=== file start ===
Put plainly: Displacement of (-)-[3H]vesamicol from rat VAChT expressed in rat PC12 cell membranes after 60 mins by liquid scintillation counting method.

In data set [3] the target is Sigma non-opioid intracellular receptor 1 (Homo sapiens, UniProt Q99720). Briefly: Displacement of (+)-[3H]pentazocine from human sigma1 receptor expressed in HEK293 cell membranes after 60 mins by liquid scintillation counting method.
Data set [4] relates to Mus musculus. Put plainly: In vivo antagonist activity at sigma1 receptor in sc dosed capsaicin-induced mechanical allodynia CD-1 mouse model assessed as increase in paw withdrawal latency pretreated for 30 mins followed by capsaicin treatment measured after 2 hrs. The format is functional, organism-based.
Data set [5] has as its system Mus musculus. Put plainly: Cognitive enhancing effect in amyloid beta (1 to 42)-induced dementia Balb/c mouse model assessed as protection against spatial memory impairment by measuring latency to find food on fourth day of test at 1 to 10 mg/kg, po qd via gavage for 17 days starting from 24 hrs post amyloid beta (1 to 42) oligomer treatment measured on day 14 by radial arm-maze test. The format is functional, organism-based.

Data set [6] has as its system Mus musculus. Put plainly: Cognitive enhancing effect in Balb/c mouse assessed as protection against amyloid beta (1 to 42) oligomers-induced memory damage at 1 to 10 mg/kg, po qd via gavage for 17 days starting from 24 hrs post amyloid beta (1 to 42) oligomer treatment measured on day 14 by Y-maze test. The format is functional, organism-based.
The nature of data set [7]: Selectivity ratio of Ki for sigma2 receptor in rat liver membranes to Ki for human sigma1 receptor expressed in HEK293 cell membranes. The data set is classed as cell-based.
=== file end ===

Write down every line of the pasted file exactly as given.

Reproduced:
Put plainly: Displacement of (-)-[3H]vesamicol from rat VAChT expressed in rat PC12 cell membranes after 60 mins by liquid scintillation counting method.

In data set [3] the target is Sigma non-opioid intracellular receptor 1 (Homo sapiens, UniProt Q99720). Briefly: Displacement of (+)-[3H]pentazocine from human sigma1 receptor expressed in HEK293 cell membranes after 60 mins by liquid scintillation counting method.
Data set [4] relates to Mus musculus. Put plainly: In vivo antagonist activity at sigma1 receptor in sc dosed capsaicin-induced mechanical allodynia CD-1 mouse model assessed as increase in paw withdrawal latency pretreated for 30 mins followed by capsaicin treatment measured after 2 hrs. The format is functional, organism-based.
Data set [5] has as its system Mus musculus. Put plainly: Cognitive enhancing effect in amyloid beta (1 to 42)-induced dementia Balb/c mouse model assessed as protection against spatial memory impairment by measuring latency to find food on fourth day of test at 1 to 10 mg/kg, po qd via gavage for 17 days starting from 24 hrs post amyloid beta (1 to 42) oligomer treatment measured on day 14 by radial arm-maze test. The format is functional, organism-based.

Data set [6] has as its system Mus musculus. Put plainly: Cognitive enhancing effect in Balb/c mouse assessed as protection against amyloid beta (1 to 42) oligomers-induced memory damage at 1 to 10 mg/kg, po qd via gavage for 17 days starting from 24 hrs post amyloid beta (1 to 42) oligomer treatment measured on day 14 by Y-maze test. The format is functional, organism-based.
The nature of data set [7]: Selectivity ratio of Ki for sigma2 receptor in rat liver membranes to Ki for human sigma1 receptor expressed in HEK293 cell membranes. The data set is classed as cell-based.